2. Recognizing traces of the problematique as an integrated system: Repeated (and basically unsuccessful) attempts to locate and contain the problematique through uncoordinated initiatives provide humanity with occasional insights into its nature, especially when more integrated approaches are used. Although recognizing that the problematique, by whatever means, is in some sense engendered by humanity as a whole, there remains a basic confusion between truth and falsehood, especially when it seems obvious to some that another particular group can be usefully blamed for specific problems. Environmental and systems insights (tropical forests, global warming) are shifting the focus to this second phase.
  3. Focusing on the problematique as a whole: Having cultivated a more intuitive insight, enabling it to integrate its complementary modes of perception, humanity focuses directly on the problematique, recognizing its many manifestations as consequences of different forms of inappropriate human intervention. There are episodic exercises in focusing on the problematique as a whole (Brandt Report, Brundtland Report), although what they fail to take into account quickly condemns them as sub-systemic and inappropriate and encourages further initiatives of a similar nature.
  4. Encompassing the problematique: Humanity grapples with the problematique directly for the first time. The momentum of the problematique, developed over the long periods during which it was uncontained, and the pressures and habitual opportunities of an undisciplined social environment, make it extremely difficult to control. Severe disciplinary measures are necessary. The various development strategies, especially the current attempt at "sustainable development", correspond to this fourth phase, but only to the extent that efforts are made to implement them. On the national level, the structural adjustment required by the IMF is indicative of the political will required -- although typically such adjustment fails to take into account many facets of the problematique.
  5. Orienting the problematique: Every insight concerning the problematique leads humanity to further insights in an endless pattern. With discernment these will all be of value. But when humanity deceives itself, confusion will prevail and the problematique will reassert itself in an inappropriate manner. Constant vigilance is required to discipline the problematique and orient its manifestations within appropriate bounds. The seeds of this fifth phase may be seen in the increasing recognition of the need for a disciplined and radical change of life style, especially on the part of the industrialized countries.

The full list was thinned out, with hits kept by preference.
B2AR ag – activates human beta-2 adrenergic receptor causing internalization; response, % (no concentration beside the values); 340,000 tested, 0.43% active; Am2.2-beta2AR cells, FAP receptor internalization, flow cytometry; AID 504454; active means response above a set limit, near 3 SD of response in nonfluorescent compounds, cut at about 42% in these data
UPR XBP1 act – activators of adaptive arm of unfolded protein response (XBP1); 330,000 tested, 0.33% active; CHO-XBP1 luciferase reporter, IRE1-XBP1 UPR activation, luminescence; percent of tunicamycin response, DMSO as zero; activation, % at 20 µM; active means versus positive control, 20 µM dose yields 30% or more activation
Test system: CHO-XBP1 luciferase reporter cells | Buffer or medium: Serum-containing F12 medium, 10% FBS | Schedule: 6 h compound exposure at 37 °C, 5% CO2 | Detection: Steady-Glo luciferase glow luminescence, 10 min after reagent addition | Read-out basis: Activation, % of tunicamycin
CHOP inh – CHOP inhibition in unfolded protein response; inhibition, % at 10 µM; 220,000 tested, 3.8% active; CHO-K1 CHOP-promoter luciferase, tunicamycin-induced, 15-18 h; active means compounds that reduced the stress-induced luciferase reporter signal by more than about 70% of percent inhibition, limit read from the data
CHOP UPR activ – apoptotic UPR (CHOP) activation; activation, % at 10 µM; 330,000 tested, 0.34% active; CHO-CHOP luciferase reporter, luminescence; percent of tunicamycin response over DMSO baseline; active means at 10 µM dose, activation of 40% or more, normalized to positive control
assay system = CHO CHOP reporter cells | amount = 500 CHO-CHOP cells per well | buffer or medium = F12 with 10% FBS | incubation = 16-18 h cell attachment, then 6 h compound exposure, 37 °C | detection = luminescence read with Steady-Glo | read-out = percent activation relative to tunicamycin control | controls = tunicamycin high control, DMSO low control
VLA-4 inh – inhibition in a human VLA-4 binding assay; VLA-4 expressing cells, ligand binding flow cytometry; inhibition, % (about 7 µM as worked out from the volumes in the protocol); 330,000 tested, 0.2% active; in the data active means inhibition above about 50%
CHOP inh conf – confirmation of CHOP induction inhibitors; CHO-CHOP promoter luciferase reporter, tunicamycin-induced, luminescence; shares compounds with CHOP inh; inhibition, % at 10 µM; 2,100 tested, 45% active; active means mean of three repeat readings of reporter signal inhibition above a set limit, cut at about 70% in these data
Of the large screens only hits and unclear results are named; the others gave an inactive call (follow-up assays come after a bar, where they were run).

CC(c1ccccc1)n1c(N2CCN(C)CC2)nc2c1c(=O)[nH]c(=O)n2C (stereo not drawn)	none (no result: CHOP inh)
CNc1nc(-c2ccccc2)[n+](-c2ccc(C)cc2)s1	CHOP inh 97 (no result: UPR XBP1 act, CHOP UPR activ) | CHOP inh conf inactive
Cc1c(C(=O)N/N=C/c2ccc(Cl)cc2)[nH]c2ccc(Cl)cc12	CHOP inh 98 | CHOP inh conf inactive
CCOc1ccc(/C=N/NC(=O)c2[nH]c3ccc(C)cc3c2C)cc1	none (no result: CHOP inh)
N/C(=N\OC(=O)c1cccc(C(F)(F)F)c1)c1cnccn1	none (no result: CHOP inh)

6. Using the problematique as a vehicle for sustainable development: The struggle of humanity with the problematique is over. Humanity is no longer traumatized by gain or loss, which are assimilated as phases in a larger process that is now the focus of attention. Rhythms of action in harmony with nature are cultivated. The problematique is used as a vehicle moving in sympathy with those rhythms towards the re-enchantment of the Earth. The old modes of action are not considered viable and their advocates are no longer heeded. Some indications of the nature of this phase are to be found in the writings of the "deep ecology" movement and in the preoccupations of some forms of sustainable agriculture -- although their obvious limitations lie in their inability to deal realistically with the conditions of industrialized, urban societies and the impoverishment of an overpopulated planet. The missing insight would seem to be how to achieve the transition to this stage by benefiting from the problematique itself.
  7. Transcending the realm of the problematique: Having used the problematique as a vehicle to reach a sustainable condition, it is no longer required. However, the necessary disciplines for humanity to handle it remain available. Humanity can now act with serenity guided by insight that is no longer obscured by the dynamics of the problematique. There are writings on paradigm shifts into a new consciousness (in which the problematique no longer figures) and these do offer clues as to the nature of this phase. However, their neglect of the problematique would seem to be more a question of avoidance rather than transcendence, indicating that such perspectives lack vital insights.
  8. Disappearance of both humanity and the problematique: The dualistic mindset through which humanity is perceived, in opposition to the problematique and to other species, is itself transcended, as are the disciplines through which that relationship is articulated. Confusion disappears. But there is no question of being either entranced by more integrative insights or entrapped by lesser ones. The nature of this condition does not lend itself to definition. Typically, any desire for it renders it unattainable or unsustainable.
  9. Expression of essential humanity: Grounded in its essential nature, humanity stands untouched by inappropriateness. Processes of integration and disintegration are witnessed from a perspective that enfolds them. Neither formulation nor reformulation are necessary to ensure sustainability. Change, as perceived, is necessarily appropriate however paradoxical it may appear.
  10. Human intervention in the world: Human action is no longer associated with any particular mindset, nor does it follow any recognizable path. It cannot be assessed by any form of conventional wisdom, nor does it depend on any particular tools. No special effort is made to preserve forms of any kind -- including those of humanity itself. Insight into the emptiness underlying form enfolds any form of action in a more meaningful context, thus enabling greater appropriateness to emerge as required.


Arabic origin

find a story / fable

mnemonic education


ecosystem network of design transforms (vect equil) with punctuation


memetic transfortms


when does 3D start?

Punctuated evolution:


David Bohm. Wholeness and the Implicate Order. London 1980

Spencer Brown

Grail dialogue

Q and Answer

David Pratt. David Bohm and the Implicate Order. Sunrise Magazine, February/March 1993. [text]